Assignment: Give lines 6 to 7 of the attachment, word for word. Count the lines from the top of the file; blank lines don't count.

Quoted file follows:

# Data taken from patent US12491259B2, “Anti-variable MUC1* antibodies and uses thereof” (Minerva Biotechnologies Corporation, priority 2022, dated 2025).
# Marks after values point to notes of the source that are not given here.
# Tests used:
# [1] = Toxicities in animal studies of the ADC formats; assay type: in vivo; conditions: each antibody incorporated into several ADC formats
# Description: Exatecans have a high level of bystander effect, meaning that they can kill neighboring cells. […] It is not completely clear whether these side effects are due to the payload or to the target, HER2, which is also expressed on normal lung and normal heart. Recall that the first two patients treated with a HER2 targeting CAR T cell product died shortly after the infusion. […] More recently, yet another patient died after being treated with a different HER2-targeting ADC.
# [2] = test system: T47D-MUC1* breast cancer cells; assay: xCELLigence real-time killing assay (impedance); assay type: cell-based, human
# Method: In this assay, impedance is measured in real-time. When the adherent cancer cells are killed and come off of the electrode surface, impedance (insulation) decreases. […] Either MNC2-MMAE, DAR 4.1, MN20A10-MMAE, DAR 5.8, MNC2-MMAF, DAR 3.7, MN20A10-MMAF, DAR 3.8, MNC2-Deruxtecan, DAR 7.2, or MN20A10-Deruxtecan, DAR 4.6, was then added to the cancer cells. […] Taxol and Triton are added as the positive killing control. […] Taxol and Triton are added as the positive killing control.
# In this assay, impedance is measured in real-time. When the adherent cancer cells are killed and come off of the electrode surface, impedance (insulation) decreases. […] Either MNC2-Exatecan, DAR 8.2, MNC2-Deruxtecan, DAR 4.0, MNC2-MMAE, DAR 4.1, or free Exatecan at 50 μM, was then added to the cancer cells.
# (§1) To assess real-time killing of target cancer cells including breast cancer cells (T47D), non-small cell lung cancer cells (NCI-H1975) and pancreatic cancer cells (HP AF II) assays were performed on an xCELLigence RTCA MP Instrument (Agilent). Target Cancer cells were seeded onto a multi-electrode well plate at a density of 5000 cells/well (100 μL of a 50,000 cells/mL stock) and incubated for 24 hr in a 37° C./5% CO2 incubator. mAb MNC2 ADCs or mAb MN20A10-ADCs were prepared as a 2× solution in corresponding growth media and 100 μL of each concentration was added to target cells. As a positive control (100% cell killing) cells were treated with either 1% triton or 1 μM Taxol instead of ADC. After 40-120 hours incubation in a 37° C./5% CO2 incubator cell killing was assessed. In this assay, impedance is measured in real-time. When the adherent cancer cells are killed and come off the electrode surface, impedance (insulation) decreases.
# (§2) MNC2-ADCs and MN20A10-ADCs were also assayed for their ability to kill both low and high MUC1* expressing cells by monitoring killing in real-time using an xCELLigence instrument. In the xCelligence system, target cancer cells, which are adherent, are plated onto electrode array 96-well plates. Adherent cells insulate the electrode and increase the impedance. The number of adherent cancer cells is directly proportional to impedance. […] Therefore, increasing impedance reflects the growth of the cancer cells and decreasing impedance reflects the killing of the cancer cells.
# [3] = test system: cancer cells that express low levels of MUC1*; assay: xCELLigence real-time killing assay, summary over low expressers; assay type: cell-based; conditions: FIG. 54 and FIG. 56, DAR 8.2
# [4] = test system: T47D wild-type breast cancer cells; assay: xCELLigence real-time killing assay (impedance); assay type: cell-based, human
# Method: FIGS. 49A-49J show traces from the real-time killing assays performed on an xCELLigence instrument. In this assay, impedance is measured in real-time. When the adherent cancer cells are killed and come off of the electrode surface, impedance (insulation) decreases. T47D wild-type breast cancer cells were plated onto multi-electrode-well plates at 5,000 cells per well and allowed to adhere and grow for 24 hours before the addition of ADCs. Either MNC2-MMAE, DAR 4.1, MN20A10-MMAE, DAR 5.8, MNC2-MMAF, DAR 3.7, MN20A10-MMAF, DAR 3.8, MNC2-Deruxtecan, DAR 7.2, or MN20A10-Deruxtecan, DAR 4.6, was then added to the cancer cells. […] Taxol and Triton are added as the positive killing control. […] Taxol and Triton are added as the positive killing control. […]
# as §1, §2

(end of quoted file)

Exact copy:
# [2] = test system: T47D-MUC1* breast cancer cells; assay: xCELLigence real-time killing assay (impedance); assay type: cell-based, human
# Method: In this assay, impedance is measured in real-time. When the adherent cancer cells are killed and come off of the electrode surface, impedance (insulation) decreases. […] Either MNC2-MMAE, DAR 4.1, MN20A10-MMAE, DAR 5.8, MNC2-MMAF, DAR 3.7, MN20A10-MMAF, DAR 3.8, MNC2-Deruxtecan, DAR 7.2, or MN20A10-Deruxtecan, DAR 4.6, was then added to the cancer cells. […] Taxol and Triton are added as the positive killing control. […] Taxol and Triton are added as the positive killing control.